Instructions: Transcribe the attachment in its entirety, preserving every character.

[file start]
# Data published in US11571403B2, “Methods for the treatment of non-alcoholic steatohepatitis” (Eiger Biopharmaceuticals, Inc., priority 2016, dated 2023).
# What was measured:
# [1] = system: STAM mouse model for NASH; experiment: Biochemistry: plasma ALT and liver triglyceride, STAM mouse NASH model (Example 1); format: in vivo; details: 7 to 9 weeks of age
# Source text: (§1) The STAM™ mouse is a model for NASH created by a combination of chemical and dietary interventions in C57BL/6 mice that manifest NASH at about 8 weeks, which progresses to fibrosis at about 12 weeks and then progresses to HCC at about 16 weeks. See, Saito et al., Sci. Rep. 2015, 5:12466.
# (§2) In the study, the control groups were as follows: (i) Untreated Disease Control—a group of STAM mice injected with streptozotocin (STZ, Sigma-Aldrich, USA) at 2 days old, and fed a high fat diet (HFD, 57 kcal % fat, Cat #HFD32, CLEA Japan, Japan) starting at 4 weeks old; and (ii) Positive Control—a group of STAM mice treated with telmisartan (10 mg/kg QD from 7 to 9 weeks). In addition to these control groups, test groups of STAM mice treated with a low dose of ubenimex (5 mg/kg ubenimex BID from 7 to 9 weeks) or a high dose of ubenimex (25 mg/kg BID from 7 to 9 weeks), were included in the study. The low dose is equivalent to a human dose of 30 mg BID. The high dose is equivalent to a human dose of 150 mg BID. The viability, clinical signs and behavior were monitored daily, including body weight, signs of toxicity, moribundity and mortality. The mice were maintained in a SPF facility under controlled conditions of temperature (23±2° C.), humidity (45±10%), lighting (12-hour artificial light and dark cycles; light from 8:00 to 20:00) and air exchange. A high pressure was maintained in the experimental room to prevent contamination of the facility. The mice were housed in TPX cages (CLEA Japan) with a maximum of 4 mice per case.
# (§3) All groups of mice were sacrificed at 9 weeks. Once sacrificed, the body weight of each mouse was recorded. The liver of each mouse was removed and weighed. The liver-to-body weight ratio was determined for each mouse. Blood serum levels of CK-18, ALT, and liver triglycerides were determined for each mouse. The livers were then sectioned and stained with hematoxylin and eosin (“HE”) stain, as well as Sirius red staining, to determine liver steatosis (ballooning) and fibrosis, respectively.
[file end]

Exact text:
# Data published in US11571403B2, “Methods for the treatment of non-alcoholic steatohepatitis” (Eiger Biopharmaceuticals, Inc., priority 2016, dated 2023).
# What was measured:
# [1] = system: STAM mouse model for NASH; experiment: Biochemistry: plasma ALT and liver triglyceride, STAM mouse NASH model (Example 1); format: in vivo; details: 7 to 9 weeks of age
# Source text: (§1) The STAM™ mouse is a model for NASH created by a combination of chemical and dietary interventions in C57BL/6 mice that manifest NASH at about 8 weeks, which progresses to fibrosis at about 12 weeks and then progresses to HCC at about 16 weeks. See, Saito et al., Sci. Rep. 2015, 5:12466.
# (§2) In the study, the control groups were as follows: (i) Untreated Disease Control—a group of STAM mice injected with streptozotocin (STZ, Sigma-Aldrich, USA) at 2 days old, and fed a high fat diet (HFD, 57 kcal % fat, Cat #HFD32, CLEA Japan, Japan) starting at 4 weeks old; and (ii) Positive Control—a group of STAM mice treated with telmisartan (10 mg/kg QD from 7 to 9 weeks). In addition to these control groups, test groups of STAM mice treated with a low dose of ubenimex (5 mg/kg ubenimex BID from 7 to 9 weeks) or a high dose of ubenimex (25 mg/kg BID from 7 to 9 weeks), were included in the study. The low dose is equivalent to a human dose of 30 mg BID. The high dose is equivalent to a human dose of 150 mg BID. The viability, clinical signs and behavior were monitored daily, including body weight, signs of toxicity, moribundity and mortality. The mice were maintained in a SPF facility under controlled conditions of temperature (23±2° C.), humidity (45±10%), lighting (12-hour artificial light and dark cycles; light from 8:00 to 20:00) and air exchange. A high pressure was maintained in the experimental room to prevent contamination of the facility. The mice were housed in TPX cages (CLEA Japan) with a maximum of 4 mice per case.
# (§3) All groups of mice were sacrificed at 9 weeks. Once sacrificed, the body weight of each mouse was recorded. The liver of each mouse was removed and weighed. The liver-to-body weight ratio was determined for each mouse. Blood serum levels of CK-18, ALT, and liver triglycerides were determined for each mouse. The livers were then sectioned and stained with hematoxylin and eosin (“HE”) stain, as well as Sirius red staining, to determine liver steatosis (ballooning) and fibrosis, respectively.